Like much of Southern and Eastern Australia, the Southern Highlands saw two infernos ravage our communities and pristine bushland during the Black Summer season of 2020. Tragically, lives were lost; homes, outbuildings and habitats were destroyed, and vast wildlife, including koalas, kangaroos, wombats and wallabies, either perished or struggled to survive in the aftermath.
Despite the travesties, people across Australia and around the globe responded in many extraordinary ways.
We worked with Woolworths and Harris Farm management in Bowral and established morning and evening food stations for five weeks near drought-ravaged paddocks and the smouldering bush tracks that traced reserves and state parks.
We saw a scene of total devastation. Here’s what our long-time team member, Jennifer Campbell said of Werai State Forest.
The infernos in some parts of Werai State Forest were so intense that no form of life remained in the aftermath. It was a scene of total devastation. The sight of charred trees and burnt-out burrows. The smell of the smouldering ash. And the eerie stillness of the bush — always the haunting silence. No matter where I went, I looked straight into the face of a ghost forest.
View: Jennifer’s on-location images of Werai State Forest in the aftermath of the fires in our gallery.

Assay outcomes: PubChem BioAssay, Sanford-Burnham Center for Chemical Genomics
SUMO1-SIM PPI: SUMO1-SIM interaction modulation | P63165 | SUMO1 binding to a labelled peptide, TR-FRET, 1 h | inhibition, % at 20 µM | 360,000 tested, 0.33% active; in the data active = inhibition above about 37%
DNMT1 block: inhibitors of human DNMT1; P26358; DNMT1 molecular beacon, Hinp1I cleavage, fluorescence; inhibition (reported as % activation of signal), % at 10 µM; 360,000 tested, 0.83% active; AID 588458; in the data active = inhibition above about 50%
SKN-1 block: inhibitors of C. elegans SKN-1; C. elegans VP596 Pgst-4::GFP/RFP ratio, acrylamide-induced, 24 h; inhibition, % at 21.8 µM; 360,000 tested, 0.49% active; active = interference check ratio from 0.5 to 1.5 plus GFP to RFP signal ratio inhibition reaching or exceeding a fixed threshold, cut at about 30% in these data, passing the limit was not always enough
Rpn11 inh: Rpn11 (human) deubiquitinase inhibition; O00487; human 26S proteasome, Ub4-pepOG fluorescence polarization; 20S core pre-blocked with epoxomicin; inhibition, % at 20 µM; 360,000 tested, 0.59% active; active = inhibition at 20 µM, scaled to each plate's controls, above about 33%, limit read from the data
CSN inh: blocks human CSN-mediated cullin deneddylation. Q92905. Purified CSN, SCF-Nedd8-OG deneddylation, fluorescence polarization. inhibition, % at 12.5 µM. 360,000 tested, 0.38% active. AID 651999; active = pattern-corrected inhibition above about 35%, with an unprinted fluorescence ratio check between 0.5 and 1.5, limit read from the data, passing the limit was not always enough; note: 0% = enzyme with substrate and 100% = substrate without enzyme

Woolworths Bowral additionally provided us with feed containers, water bottles, water bowls, pillowcases, gloves, blankets, a medical kit and feather dusters [in the event of finding injured birds]. Other generous community supporters sent us bat wraps, knitted pouches for joeys and myriad first aid supplies.
There was no stockpiling. The donated items were utilised swiftly and precisely in the field and at our sanctuary.
We also sent several large boxes of fruit to the Shoalhaven Bat Clinic in Bomaderry for the hundreds of bats that were in rehabilitation.
Thanks to everyone for the community spirit, care and dedication — especially the region’s local vets and firefighters. Also, to Woolworths, Harris Farm and other volunteers, including the generous community members. And Jennifer, who organised, collected and distributed the food daily in the field.
Similarly, there was never a shortage of field rescue call-outs in conjunction with other wildlife rescue operators. Thank you to all!
Woody and Kerstin.
NOTE TO THE COMMUNITY | Please view this vital link for further information on feeding wildlife.